Cheers to getting the forecast right, and then tackling the snow; Jeers to an unfortunate trend in local off-season youth hockey tournaments. getting it right, then getting it gone
    The days and hours leading up to Monday’s blizzard amounted to low-hanging fruit for those who love to criticize weather forecasters – the author of this editorial often among them.

    First, the storm was being referred to as not just your run-of-the-mill blizzard, but an “extreme” blizzard. Travel wasn’t just going to be hazardous or dangerous, it was going to be “impossible.”

    Then we woke up Monday morning, when the forecasters said we’d be greeted by up to 3 inches of new snow, just the start of a day that would be greeted by as much as 20 inches of new white stuff. But, instead, it was still around 35 degrees, and the first flakes didn’t start falling until 10 a.m.

    The rest, as they say, is history. The blizzard was extreme for extended periods of time, and travel was essentially impossible in open areas and even in town if you tried to get around in a vehicle not equipped with four-wheel drive. At times, the snow fell at a heavier clip than it had in years around these parts.

    Then, right on cue, local street crews got after it, and by Tuesday morning had cleared as many main roads as possible. They kept at it, until the neighborhoods were passable. Tuesday night, they started removing the newly piled snow from downtown, and they wrapped it up Wednesday.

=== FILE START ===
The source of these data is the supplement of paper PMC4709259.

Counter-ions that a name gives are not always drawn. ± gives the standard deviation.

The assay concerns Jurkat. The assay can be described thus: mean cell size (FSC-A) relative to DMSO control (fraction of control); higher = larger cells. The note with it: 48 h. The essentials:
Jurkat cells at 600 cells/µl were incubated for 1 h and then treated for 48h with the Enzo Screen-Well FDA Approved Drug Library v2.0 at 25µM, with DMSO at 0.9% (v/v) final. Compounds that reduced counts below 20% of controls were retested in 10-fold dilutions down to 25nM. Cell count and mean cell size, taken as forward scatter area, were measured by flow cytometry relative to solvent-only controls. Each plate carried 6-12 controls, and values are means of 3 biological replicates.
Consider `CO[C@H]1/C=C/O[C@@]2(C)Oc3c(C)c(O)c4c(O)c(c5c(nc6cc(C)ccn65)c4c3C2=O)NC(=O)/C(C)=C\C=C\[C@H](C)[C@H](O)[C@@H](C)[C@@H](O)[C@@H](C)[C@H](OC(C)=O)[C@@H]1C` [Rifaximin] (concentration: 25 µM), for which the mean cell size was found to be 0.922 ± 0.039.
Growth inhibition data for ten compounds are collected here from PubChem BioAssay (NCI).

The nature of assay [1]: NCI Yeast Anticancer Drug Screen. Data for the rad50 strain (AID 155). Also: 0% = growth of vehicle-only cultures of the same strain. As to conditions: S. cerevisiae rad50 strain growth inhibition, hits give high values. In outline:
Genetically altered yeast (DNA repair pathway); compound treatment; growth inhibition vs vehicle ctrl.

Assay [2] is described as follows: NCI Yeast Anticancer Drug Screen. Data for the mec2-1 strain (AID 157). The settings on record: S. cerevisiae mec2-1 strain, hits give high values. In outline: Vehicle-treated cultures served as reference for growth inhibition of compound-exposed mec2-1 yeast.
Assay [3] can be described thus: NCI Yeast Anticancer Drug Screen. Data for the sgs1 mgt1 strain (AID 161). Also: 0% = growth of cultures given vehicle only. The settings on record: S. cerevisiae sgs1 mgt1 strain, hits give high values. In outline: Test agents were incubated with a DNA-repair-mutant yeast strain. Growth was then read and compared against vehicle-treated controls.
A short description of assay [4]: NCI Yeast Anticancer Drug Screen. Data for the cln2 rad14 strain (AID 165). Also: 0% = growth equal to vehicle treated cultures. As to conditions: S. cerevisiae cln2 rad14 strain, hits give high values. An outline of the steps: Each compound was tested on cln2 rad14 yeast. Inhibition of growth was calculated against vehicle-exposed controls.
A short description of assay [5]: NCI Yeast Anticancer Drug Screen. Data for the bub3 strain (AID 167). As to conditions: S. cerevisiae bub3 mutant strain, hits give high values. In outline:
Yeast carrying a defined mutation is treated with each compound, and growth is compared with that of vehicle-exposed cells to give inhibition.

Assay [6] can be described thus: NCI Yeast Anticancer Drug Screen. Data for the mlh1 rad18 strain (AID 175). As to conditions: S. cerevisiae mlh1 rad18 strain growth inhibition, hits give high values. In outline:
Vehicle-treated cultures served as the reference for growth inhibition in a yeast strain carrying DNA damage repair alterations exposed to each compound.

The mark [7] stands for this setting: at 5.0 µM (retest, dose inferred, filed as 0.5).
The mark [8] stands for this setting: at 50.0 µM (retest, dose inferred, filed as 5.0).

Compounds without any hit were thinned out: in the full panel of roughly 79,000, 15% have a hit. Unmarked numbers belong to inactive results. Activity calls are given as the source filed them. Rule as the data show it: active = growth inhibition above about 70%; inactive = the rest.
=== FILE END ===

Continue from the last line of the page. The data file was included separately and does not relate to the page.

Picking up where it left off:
So, good job forecasters, and good job snow-removal crews. Let’s hope you’re finished for a few months. an unfortunate tradition
    The official city youth hockey season wrapped up at the end of March, which means a series of weekend spring tournaments have commenced at Crookston Sports Center. They’ll likely fire up again in September in advance of the start of the official youth hockey season on Oct. 1.

    There’s not a lot at stake in these age-specific tournaments. (For example, a 2000 birth-year tourney was held last weekend.) Sure, maybe there are trophies and medals to be awarded, but mostly it’s about getting the kids some extra ice time to hone their skills.

    Too often, though, for too many Crookston youth players, these off-season tournaments mean they have to play against their friends and teammates from the regular season. You see, some Crookston coaches like to pick certain Crookston kids and put them on teams largely populated by players from other towns. Then, often, those teams rout the thin-rostered “Crookston” teams. Last weekend, a Crookston-only team lost a game 19-0, while three Crookston players who certainly could have given the local team a boost played on another team, coached by a Crookston coach.             

    How does this practice build unity or tradition, or any semblance of success in the Crookston youth hockey program? Why can’t these coaches simply get as many age-appropriate Crookston kids as possible to fill out a roster and play in these tournaments? Why isn’t anyone asking them to? Or advising them to?

    The Crookston Youth Basketball Association last weekend hosted its annual gigantic and successful tournament here, and among the dozens and dozens of teams a whole bunch of Crookston kids competed on the hardcourt. Crookston kids had to play Crookston kids sometimes because that’s the way the brackets shook out, but it was full Crookston teams competing against full Crookston teams.

    This unfortunate spring and fall tradition, especially when it takes place at our own showcase hockey facility, seems so unnecessary and so easy to avoid. And yet it just keeps taking place.